"Active or extremely active."
That's the prediction for the 2013 hurricane season, according to the nation's forecaster, the National Oceanographic and Atmospheric Administration's Climate Prediction Center.
The hurricane season begins June 1, and generally lasts through September, though early- and late-season tropical storms are not unheard of. In 2013, the center predicts 13-20 named storms, of which 7-11 may reach hurricane strength. Of those, 3-6 could be major hurricanes, classified as Category 3, 4 or 5 based on their wind speed (over 111 mph). Forecasters give their prediction a 70% likelihood, and note that it presages a hurricane season with far more risk than average, which features 12 named storms and six hurricanes--three of them major.
There's no telling how many storms may strike land. Typically many storms form at sea and stay there, without damaging land.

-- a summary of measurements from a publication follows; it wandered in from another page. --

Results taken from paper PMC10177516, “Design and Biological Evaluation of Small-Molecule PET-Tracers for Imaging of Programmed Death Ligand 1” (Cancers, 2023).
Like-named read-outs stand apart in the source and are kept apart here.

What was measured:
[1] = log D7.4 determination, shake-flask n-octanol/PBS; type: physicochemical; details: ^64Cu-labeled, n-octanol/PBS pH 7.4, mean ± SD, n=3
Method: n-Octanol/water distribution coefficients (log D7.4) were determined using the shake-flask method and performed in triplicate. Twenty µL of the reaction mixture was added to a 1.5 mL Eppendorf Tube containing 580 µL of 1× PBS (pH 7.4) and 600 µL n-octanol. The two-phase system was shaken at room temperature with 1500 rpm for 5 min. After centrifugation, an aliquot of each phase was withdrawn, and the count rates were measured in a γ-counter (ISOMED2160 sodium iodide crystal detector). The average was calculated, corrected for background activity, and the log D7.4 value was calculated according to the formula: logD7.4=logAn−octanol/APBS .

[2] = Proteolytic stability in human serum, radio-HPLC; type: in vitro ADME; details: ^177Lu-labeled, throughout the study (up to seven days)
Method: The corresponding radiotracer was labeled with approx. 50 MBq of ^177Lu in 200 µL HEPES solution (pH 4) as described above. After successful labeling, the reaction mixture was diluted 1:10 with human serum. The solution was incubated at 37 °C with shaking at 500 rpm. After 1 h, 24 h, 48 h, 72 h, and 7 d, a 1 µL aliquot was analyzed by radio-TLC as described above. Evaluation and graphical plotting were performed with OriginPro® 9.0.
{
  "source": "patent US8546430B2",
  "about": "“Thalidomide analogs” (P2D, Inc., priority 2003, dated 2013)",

In 2012, predictions for a below average season weren't correct, as 19 named storms produced 10 hurricanes, one of them major. Four made landfall, including Sandy, which did its damage on the New York-New Jersey area after losing hurricane strength.
In addition to patterns playing out over decades that suggest continuation of a pattern of strong hurricane activity, forecasters say warmer-than-average seas and the lack of an El Nino pattern in the Southern Pacific were strong influences on this year's forecast.
"This year, oceanic and atmospheric conditions in the Atlantic basin are expected to produce more and stronger hurricanes," said Gerry Bell, Ph.D., lead seasonal hurricane forecaster with NOAA's Climate Prediction Center.
Forecasts for the 2013 Atlantic hurricane season from academia and the private sector are broadly similar.
Accuweather predicts 16 named storms, eight of them hurricanes, and four of them major. It goes the extra step of predicting three U.S. landfalls. The Tropical Meteorology Project at Colorado State University predicts 18 named storms, nine of them hurricanes and four of them major.
When the 2013 tropical storms and hurricanes do come, these will be their names:
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